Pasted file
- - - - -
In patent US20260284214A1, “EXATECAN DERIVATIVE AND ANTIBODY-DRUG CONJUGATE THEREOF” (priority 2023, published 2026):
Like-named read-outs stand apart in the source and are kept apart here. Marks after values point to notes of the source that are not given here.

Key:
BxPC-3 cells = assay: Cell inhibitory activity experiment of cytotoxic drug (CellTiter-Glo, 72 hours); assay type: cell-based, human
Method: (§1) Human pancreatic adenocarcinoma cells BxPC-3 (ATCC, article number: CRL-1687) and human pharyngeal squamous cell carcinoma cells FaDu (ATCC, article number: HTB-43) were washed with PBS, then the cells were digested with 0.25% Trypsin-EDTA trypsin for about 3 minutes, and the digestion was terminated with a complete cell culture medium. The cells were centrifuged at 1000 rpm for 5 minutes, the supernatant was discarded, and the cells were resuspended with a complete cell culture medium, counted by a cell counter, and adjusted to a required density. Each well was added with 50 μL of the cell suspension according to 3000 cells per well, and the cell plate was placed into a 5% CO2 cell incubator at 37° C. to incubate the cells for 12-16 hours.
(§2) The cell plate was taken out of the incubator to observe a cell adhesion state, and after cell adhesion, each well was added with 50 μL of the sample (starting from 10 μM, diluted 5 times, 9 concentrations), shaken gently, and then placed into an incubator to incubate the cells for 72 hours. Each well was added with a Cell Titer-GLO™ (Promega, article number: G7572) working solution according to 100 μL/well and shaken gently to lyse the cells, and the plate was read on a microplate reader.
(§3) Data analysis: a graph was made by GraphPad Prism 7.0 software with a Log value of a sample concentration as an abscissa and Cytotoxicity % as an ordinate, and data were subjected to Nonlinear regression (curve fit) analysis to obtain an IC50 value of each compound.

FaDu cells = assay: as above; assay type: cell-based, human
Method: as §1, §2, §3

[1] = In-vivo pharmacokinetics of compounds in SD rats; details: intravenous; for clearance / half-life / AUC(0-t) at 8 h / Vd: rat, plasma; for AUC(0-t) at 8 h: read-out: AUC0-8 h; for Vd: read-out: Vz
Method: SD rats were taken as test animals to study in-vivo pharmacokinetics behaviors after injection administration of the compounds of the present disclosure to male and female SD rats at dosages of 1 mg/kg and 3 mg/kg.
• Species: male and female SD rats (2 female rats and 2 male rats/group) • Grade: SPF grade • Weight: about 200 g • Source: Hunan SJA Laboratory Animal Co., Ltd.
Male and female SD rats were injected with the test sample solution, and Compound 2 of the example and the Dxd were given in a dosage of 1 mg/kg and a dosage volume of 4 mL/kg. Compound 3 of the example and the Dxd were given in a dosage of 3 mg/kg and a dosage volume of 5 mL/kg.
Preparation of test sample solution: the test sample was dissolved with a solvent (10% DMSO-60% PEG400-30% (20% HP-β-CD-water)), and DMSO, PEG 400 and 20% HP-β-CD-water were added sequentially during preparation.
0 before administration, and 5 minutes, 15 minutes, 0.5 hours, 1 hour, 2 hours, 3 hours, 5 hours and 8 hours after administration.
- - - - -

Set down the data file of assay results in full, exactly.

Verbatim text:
In patent US20260284214A1, “EXATECAN DERIVATIVE AND ANTIBODY-DRUG CONJUGATE THEREOF” (priority 2023, published 2026):
Like-named read-outs stand apart in the source and are kept apart here. Marks after values point to notes of the source that are not given here.

Key:
BxPC-3 cells = assay: Cell inhibitory activity experiment of cytotoxic drug (CellTiter-Glo, 72 hours); assay type: cell-based, human
Method: (§1) Human pancreatic adenocarcinoma cells BxPC-3 (ATCC, article number: CRL-1687) and human pharyngeal squamous cell carcinoma cells FaDu (ATCC, article number: HTB-43) were washed with PBS, then the cells were digested with 0.25% Trypsin-EDTA trypsin for about 3 minutes, and the digestion was terminated with a complete cell culture medium. The cells were centrifuged at 1000 rpm for 5 minutes, the supernatant was discarded, and the cells were resuspended with a complete cell culture medium, counted by a cell counter, and adjusted to a required density. Each well was added with 50 μL of the cell suspension according to 3000 cells per well, and the cell plate was placed into a 5% CO2 cell incubator at 37° C. to incubate the cells for 12-16 hours.
(§2) The cell plate was taken out of the incubator to observe a cell adhesion state, and after cell adhesion, each well was added with 50 μL of the sample (starting from 10 μM, diluted 5 times, 9 concentrations), shaken gently, and then placed into an incubator to incubate the cells for 72 hours. Each well was added with a Cell Titer-GLO™ (Promega, article number: G7572) working solution according to 100 μL/well and shaken gently to lyse the cells, and the plate was read on a microplate reader.
(§3) Data analysis: a graph was made by GraphPad Prism 7.0 software with a Log value of a sample concentration as an abscissa and Cytotoxicity % as an ordinate, and data were subjected to Nonlinear regression (curve fit) analysis to obtain an IC50 value of each compound.

FaDu cells = assay: as above; assay type: cell-based, human
Method: as §1, §2, §3

[1] = In-vivo pharmacokinetics of compounds in SD rats; details: intravenous; for clearance / half-life / AUC(0-t) at 8 h / Vd: rat, plasma; for AUC(0-t) at 8 h: read-out: AUC0-8 h; for Vd: read-out: Vz
Method: SD rats were taken as test animals to study in-vivo pharmacokinetics behaviors after injection administration of the compounds of the present disclosure to male and female SD rats at dosages of 1 mg/kg and 3 mg/kg.
• Species: male and female SD rats (2 female rats and 2 male rats/group) • Grade: SPF grade • Weight: about 200 g • Source: Hunan SJA Laboratory Animal Co., Ltd.
Male and female SD rats were injected with the test sample solution, and Compound 2 of the example and the Dxd were given in a dosage of 1 mg/kg and a dosage volume of 4 mL/kg. Compound 3 of the example and the Dxd were given in a dosage of 3 mg/kg and a dosage volume of 5 mL/kg.
Preparation of test sample solution: the test sample was dissolved with a solvent (10% DMSO-60% PEG400-30% (20% HP-β-CD-water)), and DMSO, PEG 400 and 20% HP-β-CD-water were added sequentially during preparation.
0 before administration, and 5 minutes, 15 minutes, 0.5 hours, 1 hour, 2 hours, 3 hours, 5 hours and 8 hours after administration.